I am 99% sure who the commenter “Tim” at my Freakonomics asking about linguistics and hermeneutics is, and he provides an excellent opportunity to describe what being the Assistant Village Idiot is like. The title, like the job, was chosen because “Village Idiot” was taken. It is meant to have ambiguous meaning, both arrogant and humble, and that fits me well. Sure I’m a bright enough guy and love collecting information, but much of the point of this blog is that many issues aren’t really all that complicated. Despite the evasions people go through to avoid plain sense, many things are understandable even to the Village Idiot. So - sometimes, the Village Idiot designates me to explain them to you.
I had a predictive essay, complete with scoring, about another religious thinker recently. I will attempt this feat again. At no time will my fingers leave my hands. I admit, even though I know flat nothing about hermeneutics, I have an advantage, which I will illustrate with reference to a similar advantage Tim has in another sphere. Young Tim grew up in an evangelical denomination, but more to the point, he went to Baptist schools (With my son. That’s how I know). Tim’s antennae for detecting someone trying to sneak in a culturally Baptist idea under theological cover are always going to be better than mine. Minutes before the speaker has come near mentioning popular music, Tim is going to pick up the faint whiff on the breeze “He’s going to claim that rock music is unspiritual.” (Or that evolution is bunk, or whatever). In reading about an historical figure, Tim is going to perceive that a hagiography is being loaded into the blunderbuss before the rest of us do. There are some things that Tim is forever going to see coming from five hundred meters out. The number of topics that you can do this with will grow, Tim, which is why old people get grouchy.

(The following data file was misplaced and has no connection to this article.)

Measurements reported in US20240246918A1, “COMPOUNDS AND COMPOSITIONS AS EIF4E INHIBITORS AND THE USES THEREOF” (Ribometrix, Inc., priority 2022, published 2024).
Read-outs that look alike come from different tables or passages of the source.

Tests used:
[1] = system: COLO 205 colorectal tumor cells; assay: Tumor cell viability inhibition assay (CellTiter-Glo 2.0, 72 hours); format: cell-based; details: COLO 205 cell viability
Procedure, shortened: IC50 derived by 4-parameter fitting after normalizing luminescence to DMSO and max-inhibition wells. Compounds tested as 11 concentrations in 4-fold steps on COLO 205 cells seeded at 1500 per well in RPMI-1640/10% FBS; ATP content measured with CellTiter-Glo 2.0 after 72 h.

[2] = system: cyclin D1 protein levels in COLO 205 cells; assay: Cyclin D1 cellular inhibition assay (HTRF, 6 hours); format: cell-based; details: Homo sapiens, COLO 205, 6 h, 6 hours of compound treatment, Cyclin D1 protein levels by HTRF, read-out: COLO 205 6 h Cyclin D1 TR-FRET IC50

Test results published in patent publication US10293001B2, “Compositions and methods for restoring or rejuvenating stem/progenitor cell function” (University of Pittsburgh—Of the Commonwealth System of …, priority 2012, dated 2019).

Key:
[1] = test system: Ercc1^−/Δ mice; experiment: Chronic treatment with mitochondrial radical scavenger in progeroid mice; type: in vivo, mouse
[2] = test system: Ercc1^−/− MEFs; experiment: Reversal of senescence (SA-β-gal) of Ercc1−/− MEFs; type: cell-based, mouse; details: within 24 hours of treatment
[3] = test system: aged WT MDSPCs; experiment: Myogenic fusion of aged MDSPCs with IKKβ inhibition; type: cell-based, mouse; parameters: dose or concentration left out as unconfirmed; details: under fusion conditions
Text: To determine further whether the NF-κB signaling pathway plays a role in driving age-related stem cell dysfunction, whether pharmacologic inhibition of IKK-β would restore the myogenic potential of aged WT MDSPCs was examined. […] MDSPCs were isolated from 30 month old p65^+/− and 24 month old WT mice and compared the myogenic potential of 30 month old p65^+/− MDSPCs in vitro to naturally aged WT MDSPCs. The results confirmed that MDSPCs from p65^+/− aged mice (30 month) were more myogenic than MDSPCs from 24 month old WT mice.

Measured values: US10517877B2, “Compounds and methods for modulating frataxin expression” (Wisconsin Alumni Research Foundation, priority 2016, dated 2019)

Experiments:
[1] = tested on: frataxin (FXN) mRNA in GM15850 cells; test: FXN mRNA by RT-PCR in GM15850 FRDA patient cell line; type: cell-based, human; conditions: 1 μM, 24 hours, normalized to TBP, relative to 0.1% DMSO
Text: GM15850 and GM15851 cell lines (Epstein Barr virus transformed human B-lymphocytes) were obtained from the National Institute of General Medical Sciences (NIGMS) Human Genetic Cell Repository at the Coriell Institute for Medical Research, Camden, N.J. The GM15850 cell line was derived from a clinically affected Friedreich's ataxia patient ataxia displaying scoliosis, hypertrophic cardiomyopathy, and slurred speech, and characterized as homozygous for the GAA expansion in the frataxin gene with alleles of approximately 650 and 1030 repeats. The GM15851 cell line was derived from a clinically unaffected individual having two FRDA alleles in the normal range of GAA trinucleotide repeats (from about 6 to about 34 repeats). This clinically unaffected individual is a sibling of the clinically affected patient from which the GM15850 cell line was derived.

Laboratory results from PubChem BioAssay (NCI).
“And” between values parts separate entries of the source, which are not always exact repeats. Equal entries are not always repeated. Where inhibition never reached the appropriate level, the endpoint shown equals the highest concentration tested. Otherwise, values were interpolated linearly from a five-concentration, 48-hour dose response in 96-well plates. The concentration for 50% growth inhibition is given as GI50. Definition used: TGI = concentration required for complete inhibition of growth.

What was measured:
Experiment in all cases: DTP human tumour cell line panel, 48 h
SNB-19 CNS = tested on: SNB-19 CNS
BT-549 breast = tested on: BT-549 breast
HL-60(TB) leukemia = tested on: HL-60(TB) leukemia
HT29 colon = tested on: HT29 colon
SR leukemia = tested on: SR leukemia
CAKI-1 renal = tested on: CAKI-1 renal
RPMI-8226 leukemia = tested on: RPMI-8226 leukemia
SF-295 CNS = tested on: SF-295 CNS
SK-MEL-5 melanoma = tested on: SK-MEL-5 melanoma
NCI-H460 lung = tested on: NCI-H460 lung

Eventually, of course, enough new things happen in the world that grouchy old people start guessing wrong, but I think I’m still at least a decade out from that.
Hermeneutics. Linguistics. German name. So that must be post 1920. Assigned reading at North Park for some class (North Park is the Evangelical Covenant school, and the Covenant is a cross between the evangelical and mainstream denominations), so we will suspect that it’s attempting to inject Protestant Mainstream Academic into the discussion.
Though the German arrogance is quiet, and under the radar in this area, it is nowhere more complete than in Philosphy. German philosophers define themselves entirely in terms of each other, as if no one else exists. They might treat a Dutchman (Spinoza) or a Dane (Kiergegaard) as an honorary German for purposes of discussion, and they find the French philosphers amusing, but they put their energy into what they say versus what other Germans have said. So this big name in hermeneutics is going to be one more fitting himself into the mix. What did Kant say, and how does my work compare with his? In contrast to what Heidigger thought, what do I think is better? And Fichte and Wittgenstein and Schopenhauer – must see how they fit, too. The construction of a vast abstract system whose beauty can be contemplated by other Germans is the goal. Bertrand Russell, Hobbes, Bosanquet, JS Mill, Santayana - these people don’t really exist as far as the Germans are concerned. They might have a drink with Sartre or Derrida, but they really can’t make heads or tales of those intriguing Frenchmen.
(To be fair to the Germans on this, it is true that French philosophy largely consists of taking German ideas, which at least attempt some coherency, and screwing them up even further, so that personal morality becomes not just ignored, but denied. For this, see Foucault, DeMan, Artaud.)